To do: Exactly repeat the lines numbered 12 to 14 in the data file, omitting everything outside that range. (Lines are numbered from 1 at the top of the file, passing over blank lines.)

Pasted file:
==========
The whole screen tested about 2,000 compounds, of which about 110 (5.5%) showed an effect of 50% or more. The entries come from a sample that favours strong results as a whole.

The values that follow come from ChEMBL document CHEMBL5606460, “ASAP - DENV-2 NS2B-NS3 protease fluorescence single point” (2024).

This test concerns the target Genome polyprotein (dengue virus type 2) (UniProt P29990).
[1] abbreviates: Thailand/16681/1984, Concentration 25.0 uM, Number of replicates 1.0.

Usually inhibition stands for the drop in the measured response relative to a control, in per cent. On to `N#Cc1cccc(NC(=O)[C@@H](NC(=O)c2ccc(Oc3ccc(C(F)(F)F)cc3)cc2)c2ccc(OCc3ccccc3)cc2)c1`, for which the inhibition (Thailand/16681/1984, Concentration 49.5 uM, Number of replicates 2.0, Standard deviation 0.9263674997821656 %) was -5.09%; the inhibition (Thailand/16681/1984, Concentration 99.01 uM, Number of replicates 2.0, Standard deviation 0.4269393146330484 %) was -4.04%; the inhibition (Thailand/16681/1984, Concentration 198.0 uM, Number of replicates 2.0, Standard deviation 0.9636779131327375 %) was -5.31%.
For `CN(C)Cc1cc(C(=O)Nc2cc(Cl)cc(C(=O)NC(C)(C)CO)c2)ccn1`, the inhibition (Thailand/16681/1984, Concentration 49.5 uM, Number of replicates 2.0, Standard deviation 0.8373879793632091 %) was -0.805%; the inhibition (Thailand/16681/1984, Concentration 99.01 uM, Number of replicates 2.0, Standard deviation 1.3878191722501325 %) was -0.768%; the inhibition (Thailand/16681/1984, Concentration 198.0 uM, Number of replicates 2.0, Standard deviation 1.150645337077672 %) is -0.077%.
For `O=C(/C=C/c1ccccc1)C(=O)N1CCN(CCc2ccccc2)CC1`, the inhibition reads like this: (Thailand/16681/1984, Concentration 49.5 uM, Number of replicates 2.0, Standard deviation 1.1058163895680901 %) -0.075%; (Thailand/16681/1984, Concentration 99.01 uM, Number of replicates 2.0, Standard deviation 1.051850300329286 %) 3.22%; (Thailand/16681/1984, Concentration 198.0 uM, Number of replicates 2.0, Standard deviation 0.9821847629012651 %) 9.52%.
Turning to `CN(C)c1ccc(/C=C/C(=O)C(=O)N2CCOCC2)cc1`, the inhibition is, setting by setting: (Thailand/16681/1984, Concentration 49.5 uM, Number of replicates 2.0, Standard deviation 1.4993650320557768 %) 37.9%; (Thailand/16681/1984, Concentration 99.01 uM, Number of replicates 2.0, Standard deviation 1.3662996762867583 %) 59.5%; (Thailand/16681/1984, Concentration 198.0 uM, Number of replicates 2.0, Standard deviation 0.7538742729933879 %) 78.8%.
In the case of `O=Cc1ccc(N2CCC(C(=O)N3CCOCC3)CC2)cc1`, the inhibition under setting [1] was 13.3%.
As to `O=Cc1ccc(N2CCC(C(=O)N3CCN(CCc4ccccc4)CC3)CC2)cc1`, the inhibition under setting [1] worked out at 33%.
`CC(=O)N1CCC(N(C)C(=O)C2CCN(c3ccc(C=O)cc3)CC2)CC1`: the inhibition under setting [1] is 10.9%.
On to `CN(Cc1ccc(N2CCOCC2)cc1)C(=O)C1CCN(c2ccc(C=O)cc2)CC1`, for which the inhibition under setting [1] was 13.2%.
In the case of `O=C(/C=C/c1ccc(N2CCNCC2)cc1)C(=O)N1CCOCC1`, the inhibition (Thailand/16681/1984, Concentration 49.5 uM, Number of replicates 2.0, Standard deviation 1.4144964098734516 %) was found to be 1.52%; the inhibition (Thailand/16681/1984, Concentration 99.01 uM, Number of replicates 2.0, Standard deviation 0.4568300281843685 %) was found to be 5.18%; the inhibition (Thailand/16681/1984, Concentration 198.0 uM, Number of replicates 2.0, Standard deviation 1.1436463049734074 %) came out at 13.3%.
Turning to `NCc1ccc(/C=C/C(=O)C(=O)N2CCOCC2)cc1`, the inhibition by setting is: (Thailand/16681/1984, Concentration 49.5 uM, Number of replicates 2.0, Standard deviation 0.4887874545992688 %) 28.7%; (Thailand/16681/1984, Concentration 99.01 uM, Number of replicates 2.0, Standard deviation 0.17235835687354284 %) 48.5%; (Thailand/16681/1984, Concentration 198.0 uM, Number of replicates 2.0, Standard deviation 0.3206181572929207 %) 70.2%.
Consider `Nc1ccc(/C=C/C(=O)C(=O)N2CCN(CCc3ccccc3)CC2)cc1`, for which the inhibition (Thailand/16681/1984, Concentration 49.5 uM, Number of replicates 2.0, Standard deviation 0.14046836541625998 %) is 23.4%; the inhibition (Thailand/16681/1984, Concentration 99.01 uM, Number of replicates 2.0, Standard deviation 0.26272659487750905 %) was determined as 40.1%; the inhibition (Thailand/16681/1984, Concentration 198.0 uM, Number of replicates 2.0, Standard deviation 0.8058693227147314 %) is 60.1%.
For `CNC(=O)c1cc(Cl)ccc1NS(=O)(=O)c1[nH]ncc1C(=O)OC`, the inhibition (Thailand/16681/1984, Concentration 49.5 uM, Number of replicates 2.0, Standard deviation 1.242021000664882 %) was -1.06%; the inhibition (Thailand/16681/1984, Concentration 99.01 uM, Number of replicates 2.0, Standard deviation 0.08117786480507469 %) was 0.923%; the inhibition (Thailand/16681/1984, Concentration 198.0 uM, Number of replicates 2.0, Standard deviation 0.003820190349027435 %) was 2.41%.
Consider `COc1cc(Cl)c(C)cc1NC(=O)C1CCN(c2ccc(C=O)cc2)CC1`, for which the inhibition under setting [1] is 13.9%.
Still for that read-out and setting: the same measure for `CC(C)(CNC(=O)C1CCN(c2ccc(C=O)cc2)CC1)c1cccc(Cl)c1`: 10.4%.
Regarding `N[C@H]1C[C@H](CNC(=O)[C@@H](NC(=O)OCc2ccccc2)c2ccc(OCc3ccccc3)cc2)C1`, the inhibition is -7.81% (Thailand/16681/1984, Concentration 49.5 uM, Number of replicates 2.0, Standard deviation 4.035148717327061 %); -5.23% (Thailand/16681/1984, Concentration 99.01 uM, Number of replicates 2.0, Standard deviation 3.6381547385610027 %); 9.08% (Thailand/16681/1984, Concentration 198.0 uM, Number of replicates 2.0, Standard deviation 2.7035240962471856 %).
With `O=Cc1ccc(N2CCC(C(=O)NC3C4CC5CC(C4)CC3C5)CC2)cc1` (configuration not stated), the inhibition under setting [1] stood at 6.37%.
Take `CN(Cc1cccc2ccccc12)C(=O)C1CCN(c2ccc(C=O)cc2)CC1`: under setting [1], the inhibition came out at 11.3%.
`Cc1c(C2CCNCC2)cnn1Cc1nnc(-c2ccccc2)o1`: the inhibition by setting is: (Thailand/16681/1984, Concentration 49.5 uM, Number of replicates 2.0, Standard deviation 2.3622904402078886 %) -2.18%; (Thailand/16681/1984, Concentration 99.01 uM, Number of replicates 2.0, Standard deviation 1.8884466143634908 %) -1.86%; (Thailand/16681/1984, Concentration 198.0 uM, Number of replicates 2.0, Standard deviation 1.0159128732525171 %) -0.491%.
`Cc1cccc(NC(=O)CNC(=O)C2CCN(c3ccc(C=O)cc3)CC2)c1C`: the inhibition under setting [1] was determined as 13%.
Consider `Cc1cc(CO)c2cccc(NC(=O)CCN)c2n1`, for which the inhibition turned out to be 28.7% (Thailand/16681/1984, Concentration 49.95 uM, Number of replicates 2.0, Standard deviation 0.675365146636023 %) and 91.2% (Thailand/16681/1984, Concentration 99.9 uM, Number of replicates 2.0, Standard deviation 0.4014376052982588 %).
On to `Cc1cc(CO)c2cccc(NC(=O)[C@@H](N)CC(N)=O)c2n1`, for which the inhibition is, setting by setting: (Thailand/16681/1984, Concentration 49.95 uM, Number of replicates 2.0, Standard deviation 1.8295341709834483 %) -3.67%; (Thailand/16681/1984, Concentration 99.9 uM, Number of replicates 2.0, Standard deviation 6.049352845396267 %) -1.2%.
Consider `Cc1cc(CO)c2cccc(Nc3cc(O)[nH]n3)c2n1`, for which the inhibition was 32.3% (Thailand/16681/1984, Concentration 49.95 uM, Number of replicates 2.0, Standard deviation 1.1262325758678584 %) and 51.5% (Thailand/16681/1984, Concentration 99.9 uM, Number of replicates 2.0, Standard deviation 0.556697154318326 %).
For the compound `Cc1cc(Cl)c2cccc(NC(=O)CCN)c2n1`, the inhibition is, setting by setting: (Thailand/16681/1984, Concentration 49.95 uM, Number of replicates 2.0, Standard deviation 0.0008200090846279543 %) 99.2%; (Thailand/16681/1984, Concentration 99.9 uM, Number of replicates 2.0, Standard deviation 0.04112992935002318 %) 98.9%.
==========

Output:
On to `CN(Cc1ccc(N2CCOCC2)cc1)C(=O)C1CCN(c2ccc(C=O)cc2)CC1`, for which the inhibition under setting [1] was 13.2%.
In the case of `O=C(/C=C/c1ccc(N2CCNCC2)cc1)C(=O)N1CCOCC1`, the inhibition (Thailand/16681/1984, Concentration 49.5 uM, Number of replicates 2.0, Standard deviation 1.4144964098734516 %) was found to be 1.52%; the inhibition (Thailand/16681/1984, Concentration 99.01 uM, Number of replicates 2.0, Standard deviation 0.4568300281843685 %) was found to be 5.18%; the inhibition (Thailand/16681/1984, Concentration 198.0 uM, Number of replicates 2.0, Standard deviation 1.1436463049734074 %) came out at 13.3%.
Turning to `NCc1ccc(/C=C/C(=O)C(=O)N2CCOCC2)cc1`, the inhibition by setting is: (Thailand/16681/1984, Concentration 49.5 uM, Number of replicates 2.0, Standard deviation 0.4887874545992688 %) 28.7%; (Thailand/16681/1984, Concentration 99.01 uM, Number of replicates 2.0, Standard deviation 0.17235835687354284 %) 48.5%; (Thailand/16681/1984, Concentration 198.0 uM, Number of replicates 2.0, Standard deviation 0.3206181572929207 %) 70.2%.